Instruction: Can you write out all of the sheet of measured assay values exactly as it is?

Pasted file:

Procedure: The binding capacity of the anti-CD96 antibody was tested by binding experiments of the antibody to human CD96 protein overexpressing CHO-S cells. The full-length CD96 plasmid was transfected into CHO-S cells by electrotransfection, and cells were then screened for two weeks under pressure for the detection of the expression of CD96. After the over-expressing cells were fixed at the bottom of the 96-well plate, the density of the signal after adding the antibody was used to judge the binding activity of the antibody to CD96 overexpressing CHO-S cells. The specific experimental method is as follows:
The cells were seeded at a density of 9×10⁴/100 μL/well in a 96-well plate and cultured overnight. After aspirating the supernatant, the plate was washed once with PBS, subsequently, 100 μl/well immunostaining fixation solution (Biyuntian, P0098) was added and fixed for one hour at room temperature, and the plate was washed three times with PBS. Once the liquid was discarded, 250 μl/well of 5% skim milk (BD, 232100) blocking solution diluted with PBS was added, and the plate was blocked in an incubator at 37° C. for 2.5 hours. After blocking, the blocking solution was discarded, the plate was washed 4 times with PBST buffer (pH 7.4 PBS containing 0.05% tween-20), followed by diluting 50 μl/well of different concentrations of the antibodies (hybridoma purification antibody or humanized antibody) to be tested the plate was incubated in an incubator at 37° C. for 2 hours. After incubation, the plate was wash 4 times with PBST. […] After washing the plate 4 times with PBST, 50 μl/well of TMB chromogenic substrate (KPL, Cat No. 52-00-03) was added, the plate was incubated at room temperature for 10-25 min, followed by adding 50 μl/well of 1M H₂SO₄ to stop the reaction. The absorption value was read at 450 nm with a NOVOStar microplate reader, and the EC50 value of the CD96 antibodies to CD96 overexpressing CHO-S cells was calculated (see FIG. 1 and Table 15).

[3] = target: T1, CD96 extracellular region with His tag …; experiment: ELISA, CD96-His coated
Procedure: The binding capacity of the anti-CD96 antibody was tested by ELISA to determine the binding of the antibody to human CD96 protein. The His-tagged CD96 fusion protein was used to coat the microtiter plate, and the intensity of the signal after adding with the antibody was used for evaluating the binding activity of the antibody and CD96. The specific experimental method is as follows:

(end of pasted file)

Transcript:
Procedure: The binding capacity of the anti-CD96 antibody was tested by binding experiments of the antibody to human CD96 protein overexpressing CHO-S cells. The full-length CD96 plasmid was transfected into CHO-S cells by electrotransfection, and cells were then screened for two weeks under pressure for the detection of the expression of CD96. After the over-expressing cells were fixed at the bottom of the 96-well plate, the density of the signal after adding the antibody was used to judge the binding activity of the antibody to CD96 overexpressing CHO-S cells. The specific experimental method is as follows:
The cells were seeded at a density of 9×10⁴/100 μL/well in a 96-well plate and cultured overnight. After aspirating the supernatant, the plate was washed once with PBS, subsequently, 100 μl/well immunostaining fixation solution (Biyuntian, P0098) was added and fixed for one hour at room temperature, and the plate was washed three times with PBS. Once the liquid was discarded, 250 μl/well of 5% skim milk (BD, 232100) blocking solution diluted with PBS was added, and the plate was blocked in an incubator at 37° C. for 2.5 hours. After blocking, the blocking solution was discarded, the plate was washed 4 times with PBST buffer (pH 7.4 PBS containing 0.05% tween-20), followed by diluting 50 μl/well of different concentrations of the antibodies (hybridoma purification antibody or humanized antibody) to be tested the plate was incubated in an incubator at 37° C. for 2 hours. After incubation, the plate was wash 4 times with PBST. […] After washing the plate 4 times with PBST, 50 μl/well of TMB chromogenic substrate (KPL, Cat No. 52-00-03) was added, the plate was incubated at room temperature for 10-25 min, followed by adding 50 μl/well of 1M H₂SO₄ to stop the reaction. The absorption value was read at 450 nm with a NOVOStar microplate reader, and the EC50 value of the CD96 antibodies to CD96 overexpressing CHO-S cells was calculated (see FIG. 1 and Table 15).

[3] = target: T1, CD96 extracellular region with His tag …; experiment: ELISA, CD96-His coated
Procedure: The binding capacity of the anti-CD96 antibody was tested by ELISA to determine the binding of the antibody to human CD96 protein. The His-tagged CD96 fusion protein was used to coat the microtiter plate, and the intensity of the signal after adding with the antibody was used for evaluating the binding activity of the antibody and CD96. The specific experimental method is as follows: